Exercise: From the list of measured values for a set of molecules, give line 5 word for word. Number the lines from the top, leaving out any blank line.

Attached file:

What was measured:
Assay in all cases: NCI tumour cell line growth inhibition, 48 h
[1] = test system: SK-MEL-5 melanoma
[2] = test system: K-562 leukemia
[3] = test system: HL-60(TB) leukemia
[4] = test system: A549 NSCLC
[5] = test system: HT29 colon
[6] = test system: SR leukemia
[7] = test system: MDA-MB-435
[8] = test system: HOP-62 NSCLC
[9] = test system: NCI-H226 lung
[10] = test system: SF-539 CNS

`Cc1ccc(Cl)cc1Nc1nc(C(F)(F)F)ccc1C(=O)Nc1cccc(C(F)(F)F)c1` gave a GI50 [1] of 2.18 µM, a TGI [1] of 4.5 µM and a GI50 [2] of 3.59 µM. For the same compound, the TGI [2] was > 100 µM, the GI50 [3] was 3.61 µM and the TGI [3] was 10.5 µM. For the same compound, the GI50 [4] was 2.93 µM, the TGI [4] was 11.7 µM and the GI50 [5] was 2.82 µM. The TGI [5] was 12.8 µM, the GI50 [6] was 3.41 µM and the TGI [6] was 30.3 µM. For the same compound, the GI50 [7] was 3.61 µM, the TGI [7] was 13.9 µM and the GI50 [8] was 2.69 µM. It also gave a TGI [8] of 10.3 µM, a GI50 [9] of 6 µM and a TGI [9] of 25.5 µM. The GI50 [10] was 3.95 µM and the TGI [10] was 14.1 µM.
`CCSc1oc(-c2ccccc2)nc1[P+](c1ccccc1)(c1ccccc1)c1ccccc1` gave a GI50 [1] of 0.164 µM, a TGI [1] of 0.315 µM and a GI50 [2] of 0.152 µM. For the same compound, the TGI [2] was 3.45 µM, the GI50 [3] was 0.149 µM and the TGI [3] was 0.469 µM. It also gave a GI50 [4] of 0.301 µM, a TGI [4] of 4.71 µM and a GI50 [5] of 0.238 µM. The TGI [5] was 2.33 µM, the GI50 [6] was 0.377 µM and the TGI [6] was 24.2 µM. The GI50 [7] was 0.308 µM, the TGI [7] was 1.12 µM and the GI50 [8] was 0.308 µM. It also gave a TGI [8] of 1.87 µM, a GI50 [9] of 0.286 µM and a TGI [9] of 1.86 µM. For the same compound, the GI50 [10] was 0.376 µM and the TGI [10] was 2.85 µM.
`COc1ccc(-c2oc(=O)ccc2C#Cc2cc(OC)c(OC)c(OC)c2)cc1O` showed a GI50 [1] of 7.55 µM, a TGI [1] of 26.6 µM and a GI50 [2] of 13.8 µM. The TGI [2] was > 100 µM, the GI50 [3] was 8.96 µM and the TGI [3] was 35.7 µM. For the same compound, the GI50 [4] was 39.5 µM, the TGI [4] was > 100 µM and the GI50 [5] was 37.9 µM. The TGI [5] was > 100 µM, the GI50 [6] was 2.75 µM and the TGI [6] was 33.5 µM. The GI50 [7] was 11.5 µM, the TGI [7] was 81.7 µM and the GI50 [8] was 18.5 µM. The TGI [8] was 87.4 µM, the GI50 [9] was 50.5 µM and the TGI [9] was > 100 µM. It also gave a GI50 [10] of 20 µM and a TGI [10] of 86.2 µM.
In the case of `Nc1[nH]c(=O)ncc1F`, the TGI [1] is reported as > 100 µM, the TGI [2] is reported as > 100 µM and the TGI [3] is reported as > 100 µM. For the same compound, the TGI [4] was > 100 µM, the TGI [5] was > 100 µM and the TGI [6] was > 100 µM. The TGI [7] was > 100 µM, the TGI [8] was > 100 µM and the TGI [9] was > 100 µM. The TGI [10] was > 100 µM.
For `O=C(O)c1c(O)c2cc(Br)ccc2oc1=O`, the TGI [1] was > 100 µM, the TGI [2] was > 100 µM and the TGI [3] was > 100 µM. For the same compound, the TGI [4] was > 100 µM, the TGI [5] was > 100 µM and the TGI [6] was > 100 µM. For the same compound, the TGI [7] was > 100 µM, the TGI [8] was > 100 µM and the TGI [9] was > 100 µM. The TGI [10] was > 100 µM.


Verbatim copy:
[3] = test system: HL-60(TB) leukemia